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Full Throttle

Posted by Larry Doyle on May 27, 2009 11:28 AM |

To say that we are in the economic fight of our lives would be a gross understatement. While we are feeding ammo into all our weaponry on the main deck, are we remiss in keeping a close eye on what is happening “in the engine room”?

Let’s go into the control room on the main deck and scope things out. On one wing, we see the plans to combat the problems in the commercial real estate market have suffered a setback. Bloomberg reconnaissance provides details: Top Rated Commercial Mortgage Debt May Face Cuts:    

The highest-graded bonds backed by commercial mortgages may be cut by Standard & Poor’s, potentially rendering the securities ineligible for a $1 trillion U.S. program to jumpstart lending. 

As much as 90 percent of so-called super senior commercial- mortgage backed bonds sold in 2007 may be affected as the ratings firm changes how it assesses the debt, New York-based S&P said today in a report. About 25 percent of the bonds sold in 2005, and 60 percent of those sold in 2006 may be cut.

“We believe these transactions are characterized by increasingly more aggressive underwriting than prior vintages,” S&P said. “Furthermore, recent-vintage CMBS, particularly those issued since 2006, were originated during a time of peak rents and values,” and may be more affected by falling rents.

Cutting the ratings would exclude the securities from the Federal Reserve’s program to bolster credit markets by financing the purchase of older commercial real-estate debt. To be eligible for the program, collateral can’t carry a rating below AAA from any rating firm.

This development is a MAJOR setback in our economic battle. An overhang of office space and underperforming real estate properties will be a significant drag not only on earnings for holders of the loans but also on the economies where these properties are located.

On our housing flank, we witnessed yesterday how default rates for mortgages which have been modified, as well as for those that haven’t, continue to move higher.  I inquired yesterday

Are home prices continuing to decline despite the support of a variety of government programs or perhaps because of them? 

I further asserted:

The simple fact is a significant percentage of the loans being modified NEVER should have been written in the first place. Modifying these loans merely forestalls the home from being foreclosed and sold. I do not believe government officials have real appreciation that this forestalled supply actually puts further pressure on housing overall. Why? The market is not being allowed to “clear,” a process in which an asset is moved from weaker hands to stronger hands. To wit, I believe we will continue to see ongoing declines in home values on a going forward basis.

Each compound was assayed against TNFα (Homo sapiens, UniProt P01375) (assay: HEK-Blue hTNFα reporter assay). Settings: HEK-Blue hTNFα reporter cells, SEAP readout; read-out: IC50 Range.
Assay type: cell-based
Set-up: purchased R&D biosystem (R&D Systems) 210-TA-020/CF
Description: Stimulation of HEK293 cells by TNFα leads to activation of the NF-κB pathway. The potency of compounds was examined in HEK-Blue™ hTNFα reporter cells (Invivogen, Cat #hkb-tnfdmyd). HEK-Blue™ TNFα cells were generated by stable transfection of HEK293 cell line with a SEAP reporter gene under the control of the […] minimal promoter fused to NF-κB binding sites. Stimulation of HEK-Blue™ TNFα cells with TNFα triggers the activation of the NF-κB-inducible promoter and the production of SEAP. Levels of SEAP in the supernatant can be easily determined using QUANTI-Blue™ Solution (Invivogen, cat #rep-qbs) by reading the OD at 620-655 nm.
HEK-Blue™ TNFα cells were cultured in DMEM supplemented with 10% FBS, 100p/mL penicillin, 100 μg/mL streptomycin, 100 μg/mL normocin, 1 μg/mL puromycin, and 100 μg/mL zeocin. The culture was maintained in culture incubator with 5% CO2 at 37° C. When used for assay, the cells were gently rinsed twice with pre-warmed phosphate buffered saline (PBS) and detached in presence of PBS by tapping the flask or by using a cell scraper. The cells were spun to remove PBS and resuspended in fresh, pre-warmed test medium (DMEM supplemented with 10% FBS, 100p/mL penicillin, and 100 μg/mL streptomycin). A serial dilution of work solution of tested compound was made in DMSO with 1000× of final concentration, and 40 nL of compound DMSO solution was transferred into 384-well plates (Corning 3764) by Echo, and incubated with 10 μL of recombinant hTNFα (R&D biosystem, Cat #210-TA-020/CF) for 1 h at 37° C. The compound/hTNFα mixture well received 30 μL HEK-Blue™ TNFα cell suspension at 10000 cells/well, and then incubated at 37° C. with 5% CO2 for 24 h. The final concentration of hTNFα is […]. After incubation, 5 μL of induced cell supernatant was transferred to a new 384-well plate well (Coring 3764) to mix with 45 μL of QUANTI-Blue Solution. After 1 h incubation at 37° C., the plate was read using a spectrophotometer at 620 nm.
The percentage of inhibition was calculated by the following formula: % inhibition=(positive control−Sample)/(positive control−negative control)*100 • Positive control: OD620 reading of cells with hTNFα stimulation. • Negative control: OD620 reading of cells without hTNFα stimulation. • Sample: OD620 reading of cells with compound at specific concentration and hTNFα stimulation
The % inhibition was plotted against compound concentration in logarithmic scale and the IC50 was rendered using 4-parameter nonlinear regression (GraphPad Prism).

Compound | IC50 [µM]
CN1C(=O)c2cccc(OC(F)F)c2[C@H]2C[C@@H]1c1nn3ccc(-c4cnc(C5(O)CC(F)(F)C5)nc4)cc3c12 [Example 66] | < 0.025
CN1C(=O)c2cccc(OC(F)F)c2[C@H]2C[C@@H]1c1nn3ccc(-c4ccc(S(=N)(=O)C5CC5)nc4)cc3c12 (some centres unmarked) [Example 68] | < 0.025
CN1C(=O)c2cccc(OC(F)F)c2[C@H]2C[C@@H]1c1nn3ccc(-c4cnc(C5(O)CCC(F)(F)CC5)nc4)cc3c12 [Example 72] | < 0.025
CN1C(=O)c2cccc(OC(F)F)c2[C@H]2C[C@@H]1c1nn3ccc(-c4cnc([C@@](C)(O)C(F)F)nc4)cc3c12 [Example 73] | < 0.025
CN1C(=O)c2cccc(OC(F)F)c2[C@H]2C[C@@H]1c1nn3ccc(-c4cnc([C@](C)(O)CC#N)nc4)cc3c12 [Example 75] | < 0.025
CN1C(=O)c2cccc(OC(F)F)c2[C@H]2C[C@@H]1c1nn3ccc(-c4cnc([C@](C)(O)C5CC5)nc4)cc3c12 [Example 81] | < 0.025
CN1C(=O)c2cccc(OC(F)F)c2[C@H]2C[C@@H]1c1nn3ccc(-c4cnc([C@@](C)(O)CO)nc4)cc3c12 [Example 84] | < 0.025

Today, the WSJ unequivocally agrees and states as much in a lead editorial, Foregone Foreclosures

The reasons for the high redefault rate aren’t surprising. Many of the borrowers never could afford these homes in the first place, yet the political pressure has been strong to modify loans even for these borrowers. As home prices continue to fall in some markets, borrowers remain underwater and many of them simply walk away from the home and thus redefault.

This study has to come as a blow to the Federal Deposit Insurance Corporation, which has invested a great deal of political capital in the modification thesis. It also means that to the extent that public money has guaranteed any of these loan modifications, the taxpayer will be an even bigger loser. Banks don’t like to foreclose on borrowers, so the best public policy was always voluntary renegotiation. As for the housing market, the quickest way to begin a recovery is to more quickly let prices find a bottom. On the evidence so far, the mortgage modification fervor has been a giant political exercise with little impact on housing prices.

While these commercial anad residential battles are being waged, the automotive engagement is a foregone conclusion: Uncle Sam is in the car business and will take an approximate 70% stake in General Motors. The WSJ charts this repartee: GM-Union Deal Raises U.S. Stake.   

With all of this activity going on above board, in my opinion, the biggest battle is actually occurring in our engine room. Under Big Ben Bernanke’s watch, we are literally flooding our engines with fuel. How so? The gas provided by a Fed Funds rate left at near 0% for a foreseeable future. Bloomberg again sheds light on this “development” in the engine room, and reports: Fed Funds Rate May Be Near Zero For Years.  

What is the risk implicit in that policy? Our engines, engine room, and literally our entire ship may be flooded in fuel. What does that mean? Hyperinflation. Noted financier, Marc Faber, looks through the smoke of our daily skirmishes and onto the horizon and offers a daunting forecast. Bloomberg reports, U.S. Inflation To Approach Zimbabwe Level

The U.S. economy will enter “hyperinflation” approaching the levels in Zimbabwe because the Federal Reserve will be reluctant to raise interest rates, investor Marc Faber said.

Prices may increase at rates “close to” Zimbabwe’s gains, Faber said in an interview with Bloomberg Television in Hong Kong. Zimbabwe’s inflation rate reached 231 million percent in July, the last annual rate published by the statistics office.

“I am 100 percent sure that the U.S. will go into hyperinflation,” Faber said. “The problem with government debt growing so much is that when the time will come and the Fed should increase interest rates, they will be very reluctant to do so and so inflation will start to accelerate.”

Maybe we would have been better off utilizing a number of submarines, some well placed PT-boats, and a battalion of Navy SEALS.


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